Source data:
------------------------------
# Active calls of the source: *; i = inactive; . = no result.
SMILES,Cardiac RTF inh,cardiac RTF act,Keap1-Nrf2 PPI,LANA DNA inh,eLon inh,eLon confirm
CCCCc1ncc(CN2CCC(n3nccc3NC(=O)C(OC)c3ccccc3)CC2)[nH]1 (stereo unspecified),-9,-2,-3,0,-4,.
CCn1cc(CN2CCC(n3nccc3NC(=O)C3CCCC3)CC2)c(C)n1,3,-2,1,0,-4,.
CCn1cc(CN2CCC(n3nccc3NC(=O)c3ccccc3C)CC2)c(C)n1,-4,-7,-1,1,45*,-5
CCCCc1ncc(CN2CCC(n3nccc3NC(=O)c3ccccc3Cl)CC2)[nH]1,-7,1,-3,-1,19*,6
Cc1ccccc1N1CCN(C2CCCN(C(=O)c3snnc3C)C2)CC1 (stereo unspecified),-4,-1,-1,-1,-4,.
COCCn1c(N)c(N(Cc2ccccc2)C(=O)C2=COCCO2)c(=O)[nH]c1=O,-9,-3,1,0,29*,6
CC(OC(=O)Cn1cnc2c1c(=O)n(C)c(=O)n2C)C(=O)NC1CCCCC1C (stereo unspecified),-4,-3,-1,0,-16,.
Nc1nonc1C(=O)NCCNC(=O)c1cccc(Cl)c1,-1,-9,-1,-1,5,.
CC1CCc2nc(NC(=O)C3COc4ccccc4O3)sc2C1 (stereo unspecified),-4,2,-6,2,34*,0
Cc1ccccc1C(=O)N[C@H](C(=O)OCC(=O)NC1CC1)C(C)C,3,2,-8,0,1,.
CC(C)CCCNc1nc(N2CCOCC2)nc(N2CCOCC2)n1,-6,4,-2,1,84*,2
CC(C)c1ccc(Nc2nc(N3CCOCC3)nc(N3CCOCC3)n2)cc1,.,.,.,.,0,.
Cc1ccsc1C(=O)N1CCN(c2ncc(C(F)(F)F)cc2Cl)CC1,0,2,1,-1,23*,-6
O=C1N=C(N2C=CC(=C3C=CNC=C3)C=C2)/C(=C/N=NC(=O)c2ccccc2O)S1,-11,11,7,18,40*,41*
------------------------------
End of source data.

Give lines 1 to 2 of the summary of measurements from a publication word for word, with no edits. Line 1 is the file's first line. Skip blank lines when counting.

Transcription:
# Active calls of the source: *; i = inactive; . = no result.
SMILES,Cardiac RTF inh,cardiac RTF act,Keap1-Nrf2 PPI,LANA DNA inh,eLon inh,eLon confirm